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The Marriage of IoT & Blockchain

Dave Hood
Aug 15, 2019 9:54:31 AM

Two of the most hyped technologies that supply chain professionals constantly hear about are the “Internet of Things” (IoT) and blockchain. It is becoming increasingly clear that they are destined to be together. But is this a marriage of marketing convenience, or is there a real bond here? I think there are a few reasons why the pairing makes sense.

Reason 1: Data Security

One of the top concerns about IoT is that securely capturing and storing data from a vast network of sensors and devices might pose a significant challenge. Locally stored IoT data might be hacked into by some unscrupulous individual putting the validity of the data at risk. In contrast, data stored on a blockchain is cryptographically secured, and resides on a vast distributed network of computers that is outside the enterprise’s network.

Reason 2: Data Interoperability

Blockchain can help solve the interoperability challenges of IoT devices. IoT is still relatively new, and as a consequence it is awash with a multitude of protocols and data formats. As yet, there are no unifying standards. Blockchain can serve as a uniform way for IoT devices to securely share data across a network of stakeholders.

Reason 3: Faster Settlement

IoT can leverage the attributes of blockchain for increased automation. Snippets of computer code, referred to as “smart contracts” stored in the blockchain can execute business logic automatically. This allows IoT devices to communicate with each other and it could even drive the processing of payments without the need for human intervention based on the terms contained in the smart contract. For example, if the quantity on the order is shipped, received and passes inspection, the payment can be released automatically. There is simply no need to wait for an invoice to be generated and processed, which can currently take days or weeks.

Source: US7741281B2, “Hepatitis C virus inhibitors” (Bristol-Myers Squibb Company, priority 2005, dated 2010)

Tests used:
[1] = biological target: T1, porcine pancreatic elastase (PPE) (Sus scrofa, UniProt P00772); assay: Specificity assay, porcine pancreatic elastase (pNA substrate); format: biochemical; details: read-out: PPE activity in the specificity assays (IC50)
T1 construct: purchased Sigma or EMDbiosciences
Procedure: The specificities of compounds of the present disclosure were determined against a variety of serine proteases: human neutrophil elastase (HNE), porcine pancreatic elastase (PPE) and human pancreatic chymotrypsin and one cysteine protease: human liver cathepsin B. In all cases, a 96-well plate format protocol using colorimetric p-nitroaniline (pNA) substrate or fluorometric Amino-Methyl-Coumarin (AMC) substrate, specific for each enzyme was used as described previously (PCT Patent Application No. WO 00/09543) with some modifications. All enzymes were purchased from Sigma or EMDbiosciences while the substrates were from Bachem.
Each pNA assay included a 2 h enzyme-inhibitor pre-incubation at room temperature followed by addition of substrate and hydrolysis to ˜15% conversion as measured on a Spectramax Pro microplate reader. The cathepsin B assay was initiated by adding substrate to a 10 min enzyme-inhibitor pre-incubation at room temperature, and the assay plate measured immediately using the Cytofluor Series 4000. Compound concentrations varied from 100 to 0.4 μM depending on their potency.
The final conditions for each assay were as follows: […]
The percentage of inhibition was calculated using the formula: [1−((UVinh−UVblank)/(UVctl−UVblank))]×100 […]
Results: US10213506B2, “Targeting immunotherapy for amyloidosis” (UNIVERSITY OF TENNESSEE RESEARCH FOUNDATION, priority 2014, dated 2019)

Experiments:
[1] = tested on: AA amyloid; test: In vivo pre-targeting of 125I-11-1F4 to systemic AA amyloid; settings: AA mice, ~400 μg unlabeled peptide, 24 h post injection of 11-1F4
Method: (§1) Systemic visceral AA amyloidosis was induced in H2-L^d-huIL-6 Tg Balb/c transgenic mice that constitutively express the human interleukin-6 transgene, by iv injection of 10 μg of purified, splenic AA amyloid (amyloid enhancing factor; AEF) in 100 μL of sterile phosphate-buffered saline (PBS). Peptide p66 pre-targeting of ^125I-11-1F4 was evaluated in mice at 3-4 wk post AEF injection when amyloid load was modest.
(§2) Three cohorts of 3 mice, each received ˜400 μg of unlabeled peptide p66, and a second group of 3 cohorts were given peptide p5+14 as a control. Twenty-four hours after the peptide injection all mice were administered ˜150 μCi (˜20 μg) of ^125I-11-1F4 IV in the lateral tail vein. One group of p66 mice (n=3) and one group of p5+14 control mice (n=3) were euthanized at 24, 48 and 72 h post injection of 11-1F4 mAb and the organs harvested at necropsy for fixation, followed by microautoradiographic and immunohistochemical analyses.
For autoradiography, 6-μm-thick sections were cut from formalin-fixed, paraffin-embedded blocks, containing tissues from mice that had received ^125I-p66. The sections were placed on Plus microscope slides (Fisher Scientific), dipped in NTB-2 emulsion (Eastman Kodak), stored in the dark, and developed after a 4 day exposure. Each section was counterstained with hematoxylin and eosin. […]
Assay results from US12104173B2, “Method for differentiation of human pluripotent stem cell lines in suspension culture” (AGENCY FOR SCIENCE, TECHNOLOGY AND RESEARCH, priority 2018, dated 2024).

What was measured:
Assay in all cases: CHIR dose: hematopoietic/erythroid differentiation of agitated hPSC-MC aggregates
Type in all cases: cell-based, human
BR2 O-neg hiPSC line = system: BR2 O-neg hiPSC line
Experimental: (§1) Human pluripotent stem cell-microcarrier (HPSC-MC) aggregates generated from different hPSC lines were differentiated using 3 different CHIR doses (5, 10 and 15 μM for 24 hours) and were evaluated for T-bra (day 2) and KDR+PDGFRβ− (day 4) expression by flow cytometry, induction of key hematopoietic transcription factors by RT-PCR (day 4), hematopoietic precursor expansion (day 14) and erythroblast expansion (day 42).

Reason 4: Single Source of Truth

One of blockchain’s greatest advantages is that it provides a tamper-proof ledger of transactions and events. When supply chain partners embrace blockchain technology they are agreeing to use a single, immutable source of the truth. All partners can be confident in the integrity of their transactions and their data.

Putting it all Together

One specific example of the use of IoT and blockchain is the collection of environmental data of products in transit, including temperature, humidity, time, date and location. IoT devices can be placed at all points in the movement of produce from its source to its eventual receipt at a store, restaurant or other outlet. This data can be collected and stored in a blockchain, providing an immutable record of a specific block of product.

In the event of a dispute or claim related to the quality of the produce, a complete and reliable history of the product can be available for scrutiny. This information may be supplemented by photographs, taken at various shipping and receiving points, which could also be stored in the blockchain, providing a complete picture of the history of the product. Depending on the placement of the IoT devices the history, provenance and traceability of product, could be even more complete, down to specific packages.

There are new use cases and opportunities emerging almost daily as new technological capabilities are identified with IoT, blockchain and other new technologies. This is one of the most exciting new areas for the food industry, and it is great to be here at Procurant helping our customers with the many ways IoT and blockchain can come together to increase visibility, trust and control across their supply chains.

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